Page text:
Kabbala (Jewish mysticism) is one of the most significant ways of understanding Judaism that developed in medieval times. It started out as the expression of a closed circle of scholars and transformed itself in the 16th century to become a popular movement. One of the ways this happened is through the emergence of the Zohar as the primary Kabbalistic text.

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Volume 7, Issue 11, Posted 4:47 PM, 10.30.2014

Fairmount Presbyterian's Women's Guild celebrates a century of service

Guild women in the early years.

The Women’s Guild of Fairmount Presbyterian Church is celebrating its 100th birthday this year. For the last century, guild members have been meeting for fellowship, study, charitable giving and service.

To honor this milestone, the guild has invited the Rev. Larissa Kwong Abazia, vice-moderator of the General Assembly—the ruling body of the Presbyterian denomination—to lead the church’s worship services at 8:30 and 11 a.m. on Sunday, Nov. 9. The services will “lift up” the gifts of women to the church.

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Volume 7, Issue 11, Posted 4:45 PM, 10.30.2014

How to keep the 'old ticker' ticking

Statistics show that the chance of suffering a heart attack greatly increases over the age of 55, for both men and women. Fortunately, there are some simple things one can do to limit, and even prevent, the chances of having a heart attack.

A heart attack happens when a part of the heart muscle dies or becomes damaged due to reduced or blocked blood supply. According to the Centers for Disease Control and Prevention (CDC), risk factors for having a heart attack include high blood pressure, high blood cholesterol, smoking, physical inactivity, an unhealthy diet, and a family history of stroke, obesity or diabetes.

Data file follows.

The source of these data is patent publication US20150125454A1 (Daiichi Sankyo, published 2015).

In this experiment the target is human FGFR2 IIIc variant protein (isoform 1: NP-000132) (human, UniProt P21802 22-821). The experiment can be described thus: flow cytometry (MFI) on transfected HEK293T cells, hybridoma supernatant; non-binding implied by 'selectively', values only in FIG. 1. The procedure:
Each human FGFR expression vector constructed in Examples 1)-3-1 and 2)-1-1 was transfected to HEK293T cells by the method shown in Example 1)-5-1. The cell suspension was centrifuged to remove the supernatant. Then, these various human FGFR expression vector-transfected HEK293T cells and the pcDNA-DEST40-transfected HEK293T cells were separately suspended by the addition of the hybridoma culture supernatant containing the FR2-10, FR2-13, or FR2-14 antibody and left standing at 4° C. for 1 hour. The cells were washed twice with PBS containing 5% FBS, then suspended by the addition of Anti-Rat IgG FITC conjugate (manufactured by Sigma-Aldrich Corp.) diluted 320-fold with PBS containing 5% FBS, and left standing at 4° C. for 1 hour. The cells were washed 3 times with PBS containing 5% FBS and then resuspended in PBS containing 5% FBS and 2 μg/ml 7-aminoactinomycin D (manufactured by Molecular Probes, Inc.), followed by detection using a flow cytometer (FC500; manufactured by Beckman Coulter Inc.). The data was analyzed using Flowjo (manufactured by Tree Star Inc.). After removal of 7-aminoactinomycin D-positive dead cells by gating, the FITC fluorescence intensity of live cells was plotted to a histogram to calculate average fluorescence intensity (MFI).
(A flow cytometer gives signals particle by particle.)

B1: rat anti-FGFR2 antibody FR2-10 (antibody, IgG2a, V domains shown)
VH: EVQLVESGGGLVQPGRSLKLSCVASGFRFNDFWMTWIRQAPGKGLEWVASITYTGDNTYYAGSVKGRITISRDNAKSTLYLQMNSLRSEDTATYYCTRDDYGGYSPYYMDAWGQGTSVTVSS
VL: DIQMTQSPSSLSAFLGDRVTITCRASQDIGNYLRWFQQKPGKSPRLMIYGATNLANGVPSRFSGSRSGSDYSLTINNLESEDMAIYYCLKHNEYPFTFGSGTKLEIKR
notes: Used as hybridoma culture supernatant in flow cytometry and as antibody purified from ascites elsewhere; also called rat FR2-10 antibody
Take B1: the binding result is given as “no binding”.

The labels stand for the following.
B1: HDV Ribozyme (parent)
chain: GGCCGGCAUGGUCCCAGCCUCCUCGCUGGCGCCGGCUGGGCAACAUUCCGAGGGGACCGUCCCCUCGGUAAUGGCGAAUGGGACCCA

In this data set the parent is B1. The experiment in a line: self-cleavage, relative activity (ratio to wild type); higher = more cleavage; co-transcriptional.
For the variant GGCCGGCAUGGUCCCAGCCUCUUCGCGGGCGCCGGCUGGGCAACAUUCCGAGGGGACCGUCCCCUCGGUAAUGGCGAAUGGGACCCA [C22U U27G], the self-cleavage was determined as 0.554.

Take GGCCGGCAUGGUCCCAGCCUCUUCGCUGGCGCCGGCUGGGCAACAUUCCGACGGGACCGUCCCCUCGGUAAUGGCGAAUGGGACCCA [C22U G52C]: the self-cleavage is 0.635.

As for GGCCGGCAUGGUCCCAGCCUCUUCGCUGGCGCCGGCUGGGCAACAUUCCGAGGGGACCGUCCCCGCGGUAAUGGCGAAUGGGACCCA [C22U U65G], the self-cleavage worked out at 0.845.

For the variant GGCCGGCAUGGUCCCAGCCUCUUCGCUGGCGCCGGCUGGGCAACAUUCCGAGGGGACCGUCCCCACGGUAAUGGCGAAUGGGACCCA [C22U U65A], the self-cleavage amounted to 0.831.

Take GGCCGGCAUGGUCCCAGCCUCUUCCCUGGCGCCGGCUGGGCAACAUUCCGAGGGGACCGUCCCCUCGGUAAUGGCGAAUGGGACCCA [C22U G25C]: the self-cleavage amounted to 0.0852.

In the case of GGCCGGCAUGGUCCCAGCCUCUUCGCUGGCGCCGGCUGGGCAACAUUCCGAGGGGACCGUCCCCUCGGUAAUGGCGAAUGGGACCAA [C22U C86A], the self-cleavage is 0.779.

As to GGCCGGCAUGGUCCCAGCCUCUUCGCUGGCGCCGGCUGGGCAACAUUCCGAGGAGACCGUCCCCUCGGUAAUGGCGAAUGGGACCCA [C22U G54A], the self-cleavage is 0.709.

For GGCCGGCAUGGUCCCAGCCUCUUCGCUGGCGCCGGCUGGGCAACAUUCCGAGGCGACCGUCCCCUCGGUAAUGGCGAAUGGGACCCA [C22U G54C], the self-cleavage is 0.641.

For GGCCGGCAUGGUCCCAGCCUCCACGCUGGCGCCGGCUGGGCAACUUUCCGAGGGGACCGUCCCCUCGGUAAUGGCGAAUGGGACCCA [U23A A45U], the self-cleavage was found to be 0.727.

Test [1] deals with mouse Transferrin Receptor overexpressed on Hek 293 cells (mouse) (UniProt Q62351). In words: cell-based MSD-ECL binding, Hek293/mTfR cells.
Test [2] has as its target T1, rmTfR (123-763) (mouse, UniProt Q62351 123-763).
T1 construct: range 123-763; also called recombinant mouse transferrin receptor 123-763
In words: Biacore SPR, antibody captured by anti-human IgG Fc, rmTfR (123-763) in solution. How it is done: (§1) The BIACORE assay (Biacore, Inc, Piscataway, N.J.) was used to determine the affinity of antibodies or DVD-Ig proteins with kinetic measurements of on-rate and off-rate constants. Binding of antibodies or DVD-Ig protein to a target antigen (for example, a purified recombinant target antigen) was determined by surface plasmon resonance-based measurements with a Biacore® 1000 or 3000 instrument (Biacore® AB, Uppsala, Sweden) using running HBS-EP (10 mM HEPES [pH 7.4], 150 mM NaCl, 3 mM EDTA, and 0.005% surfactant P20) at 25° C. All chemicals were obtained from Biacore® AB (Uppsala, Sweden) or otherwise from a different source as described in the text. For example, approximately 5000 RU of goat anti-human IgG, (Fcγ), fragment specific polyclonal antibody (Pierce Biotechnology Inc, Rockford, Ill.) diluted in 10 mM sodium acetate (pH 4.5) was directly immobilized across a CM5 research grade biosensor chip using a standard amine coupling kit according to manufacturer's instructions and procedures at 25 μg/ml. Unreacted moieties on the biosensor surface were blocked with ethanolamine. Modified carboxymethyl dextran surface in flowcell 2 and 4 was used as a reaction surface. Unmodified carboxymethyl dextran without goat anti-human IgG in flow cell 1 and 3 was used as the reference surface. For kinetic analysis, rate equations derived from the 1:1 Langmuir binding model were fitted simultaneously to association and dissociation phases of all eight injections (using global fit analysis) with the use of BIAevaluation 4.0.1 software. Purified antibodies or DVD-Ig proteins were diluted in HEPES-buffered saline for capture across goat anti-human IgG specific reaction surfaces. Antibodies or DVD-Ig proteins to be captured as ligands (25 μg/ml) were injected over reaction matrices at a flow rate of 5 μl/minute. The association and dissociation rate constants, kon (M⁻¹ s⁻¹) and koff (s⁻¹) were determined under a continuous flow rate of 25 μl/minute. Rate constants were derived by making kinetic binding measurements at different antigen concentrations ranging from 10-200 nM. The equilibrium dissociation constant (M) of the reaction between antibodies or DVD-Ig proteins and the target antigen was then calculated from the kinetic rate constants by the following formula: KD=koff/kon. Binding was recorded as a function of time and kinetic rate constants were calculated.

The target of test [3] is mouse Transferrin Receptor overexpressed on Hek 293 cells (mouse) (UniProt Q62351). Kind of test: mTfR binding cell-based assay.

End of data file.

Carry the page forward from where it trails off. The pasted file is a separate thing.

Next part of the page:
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Volume 7, Issue 11, Posted 4:43 PM, 10.30.2014

Lake Erie Ink launches fall workshops

Storytelling is one of the oldest forms of communication, beginning as an oral tradition and eventually bringing us to a digital age in which stories are consumed through every possible media outlet. After all, who can resist a good story?

Cleveland Heights's Lake Erie Ink (LEI) kicked off its fourth fall session with a creative writing workshop on the power of storytelling, featuring Cleveland resident and author Jack Ricchiuto. This workshop is one of many that will take place throughout the year as part of Lake Erie Ink’s Weekend Ink program.

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Volume 7, Issue 11, Posted 10:48 AM, 10.30.2014

Cumberland gardening team wins two awards

Bridget Katholi, Maeve Ialacci and Kira Cicerchi prepare corn.

On Sept. 22, five members of the Cumberland gardening team, of Cleveland Heights, participated in the Freshtoberfest Youth Garden Cook-Off. Dee Jay Doc Harrill, who runs the Fresh Camp youth garden program in Cleveland (http://fresh.deejaydoc.com/), planned the event, which took place at Dunham Tavern Museum on Euclid Avenue in Cleveland.

The Cumberland gardeners, Kira Cicerchi, Maeve Ialacci, Bridget Katholi, Jackson Walker and Ella Watterson, made zucchini-corn fritters with the assistance of Chef Eric Wells. They enjoyed the chance to meet other young gardeners and taste their culinary creations. The Cumberland gardeners were excited to win the judges' prize for "Freshest Taste" and also "The Crowd Favorite" award.